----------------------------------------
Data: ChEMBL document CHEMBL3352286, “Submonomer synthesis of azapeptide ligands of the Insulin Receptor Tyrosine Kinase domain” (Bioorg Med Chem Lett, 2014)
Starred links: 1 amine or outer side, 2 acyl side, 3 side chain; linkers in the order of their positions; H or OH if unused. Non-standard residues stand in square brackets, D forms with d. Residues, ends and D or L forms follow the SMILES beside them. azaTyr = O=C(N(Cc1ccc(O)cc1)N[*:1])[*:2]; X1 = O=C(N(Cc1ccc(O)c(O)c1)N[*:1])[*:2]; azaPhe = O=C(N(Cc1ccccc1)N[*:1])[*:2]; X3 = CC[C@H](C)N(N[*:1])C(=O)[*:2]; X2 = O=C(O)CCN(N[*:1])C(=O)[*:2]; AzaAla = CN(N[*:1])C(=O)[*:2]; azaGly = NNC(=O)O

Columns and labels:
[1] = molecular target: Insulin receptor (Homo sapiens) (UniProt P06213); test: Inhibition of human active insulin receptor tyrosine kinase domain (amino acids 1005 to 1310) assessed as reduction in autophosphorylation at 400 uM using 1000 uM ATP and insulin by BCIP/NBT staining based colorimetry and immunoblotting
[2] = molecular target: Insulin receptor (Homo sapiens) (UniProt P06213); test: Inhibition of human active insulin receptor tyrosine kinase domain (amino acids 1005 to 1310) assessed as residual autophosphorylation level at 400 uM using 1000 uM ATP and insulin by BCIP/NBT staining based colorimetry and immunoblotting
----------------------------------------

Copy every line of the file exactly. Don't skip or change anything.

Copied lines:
Data: ChEMBL document CHEMBL3352286, “Submonomer synthesis of azapeptide ligands of the Insulin Receptor Tyrosine Kinase domain” (Bioorg Med Chem Lett, 2014)
Starred links: 1 amine or outer side, 2 acyl side, 3 side chain; linkers in the order of their positions; H or OH if unused. Non-standard residues stand in square brackets, D forms with d. Residues, ends and D or L forms follow the SMILES beside them. azaTyr = O=C(N(Cc1ccc(O)cc1)N[*:1])[*:2]; X1 = O=C(N(Cc1ccc(O)c(O)c1)N[*:1])[*:2]; azaPhe = O=C(N(Cc1ccccc1)N[*:1])[*:2]; X3 = CC[C@H](C)N(N[*:1])C(=O)[*:2]; X2 = O=C(O)CCN(N[*:1])C(=O)[*:2]; AzaAla = CN(N[*:1])C(=O)[*:2]; azaGly = NNC(=O)O

Columns and labels:
[1] = molecular target: Insulin receptor (Homo sapiens) (UniProt P06213); test: Inhibition of human active insulin receptor tyrosine kinase domain (amino acids 1005 to 1310) assessed as reduction in autophosphorylation at 400 uM using 1000 uM ATP and insulin by BCIP/NBT staining based colorimetry and immunoblotting
[2] = molecular target: Insulin receptor (Homo sapiens) (UniProt P06213); test: Inhibition of human active insulin receptor tyrosine kinase domain (amino acids 1005 to 1310) assessed as residual autophosphorylation level at 400 uM using 1000 uM ATP and insulin by BCIP/NBT staining based colorimetry and immunoblotting